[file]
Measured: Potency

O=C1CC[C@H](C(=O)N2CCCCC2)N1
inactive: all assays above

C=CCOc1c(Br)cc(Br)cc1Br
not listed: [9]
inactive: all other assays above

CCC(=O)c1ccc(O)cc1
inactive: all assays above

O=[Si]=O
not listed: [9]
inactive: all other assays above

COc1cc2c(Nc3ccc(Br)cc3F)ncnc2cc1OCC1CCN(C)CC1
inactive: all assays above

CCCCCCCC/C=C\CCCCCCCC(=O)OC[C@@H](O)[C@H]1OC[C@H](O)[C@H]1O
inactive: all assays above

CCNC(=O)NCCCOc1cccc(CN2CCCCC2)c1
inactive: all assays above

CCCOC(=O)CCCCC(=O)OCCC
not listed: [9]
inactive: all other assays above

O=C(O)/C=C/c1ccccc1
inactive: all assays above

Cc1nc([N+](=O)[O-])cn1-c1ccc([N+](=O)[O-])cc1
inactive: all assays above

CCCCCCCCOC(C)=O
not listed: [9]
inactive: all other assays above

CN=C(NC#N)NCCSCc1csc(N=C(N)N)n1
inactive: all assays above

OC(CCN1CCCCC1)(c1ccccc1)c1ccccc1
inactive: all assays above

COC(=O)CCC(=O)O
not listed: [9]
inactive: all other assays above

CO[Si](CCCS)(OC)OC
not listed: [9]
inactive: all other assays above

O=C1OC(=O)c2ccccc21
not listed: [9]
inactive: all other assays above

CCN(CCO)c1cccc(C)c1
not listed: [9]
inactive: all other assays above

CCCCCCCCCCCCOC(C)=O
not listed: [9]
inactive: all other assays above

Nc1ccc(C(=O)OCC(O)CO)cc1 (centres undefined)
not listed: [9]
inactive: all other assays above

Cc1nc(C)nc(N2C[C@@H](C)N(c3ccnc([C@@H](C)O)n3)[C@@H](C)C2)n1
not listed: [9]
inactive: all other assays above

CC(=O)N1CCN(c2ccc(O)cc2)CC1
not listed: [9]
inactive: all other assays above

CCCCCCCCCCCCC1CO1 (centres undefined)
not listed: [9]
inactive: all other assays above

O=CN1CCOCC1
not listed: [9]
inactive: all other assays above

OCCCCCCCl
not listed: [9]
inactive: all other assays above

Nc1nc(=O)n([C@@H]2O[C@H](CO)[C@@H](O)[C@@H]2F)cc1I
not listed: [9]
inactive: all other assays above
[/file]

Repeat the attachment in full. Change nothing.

Measured: Potency

O=C1CC[C@H](C(=O)N2CCCCC2)N1
inactive: all assays above

C=CCOc1c(Br)cc(Br)cc1Br
not listed: [9]
inactive: all other assays above

CCC(=O)c1ccc(O)cc1
inactive: all assays above

O=[Si]=O
not listed: [9]
inactive: all other assays above

COc1cc2c(Nc3ccc(Br)cc3F)ncnc2cc1OCC1CCN(C)CC1
inactive: all assays above

CCCCCCCC/C=C\CCCCCCCC(=O)OC[C@@H](O)[C@H]1OC[C@H](O)[C@H]1O
inactive: all assays above

CCNC(=O)NCCCOc1cccc(CN2CCCCC2)c1
inactive: all assays above

CCCOC(=O)CCCCC(=O)OCCC
not listed: [9]
inactive: all other assays above

O=C(O)/C=C/c1ccccc1
inactive: all assays above

Cc1nc([N+](=O)[O-])cn1-c1ccc([N+](=O)[O-])cc1
inactive: all assays above

CCCCCCCCOC(C)=O
not listed: [9]
inactive: all other assays above

CN=C(NC#N)NCCSCc1csc(N=C(N)N)n1
inactive: all assays above

OC(CCN1CCCCC1)(c1ccccc1)c1ccccc1
inactive: all assays above

COC(=O)CCC(=O)O
not listed: [9]
inactive: all other assays above

CO[Si](CCCS)(OC)OC
not listed: [9]
inactive: all other assays above

O=C1OC(=O)c2ccccc21
not listed: [9]
inactive: all other assays above

CCN(CCO)c1cccc(C)c1
not listed: [9]
inactive: all other assays above

CCCCCCCCCCCCOC(C)=O
not listed: [9]
inactive: all other assays above

Nc1ccc(C(=O)OCC(O)CO)cc1 (centres undefined)
not listed: [9]
inactive: all other assays above

Cc1nc(C)nc(N2C[C@@H](C)N(c3ccnc([C@@H](C)O)n3)[C@@H](C)C2)n1
not listed: [9]
inactive: all other assays above

CC(=O)N1CCN(c2ccc(O)cc2)CC1
not listed: [9]
inactive: all other assays above

CCCCCCCCCCCCC1CO1 (centres undefined)
not listed: [9]
inactive: all other assays above

O=CN1CCOCC1
not listed: [9]
inactive: all other assays above

OCCCCCCCl
not listed: [9]
inactive: all other assays above

Nc1nc(=O)n([C@@H]2O[C@H](CO)[C@@H](O)[C@@H]2F)cc1I
not listed: [9]
inactive: all other assays above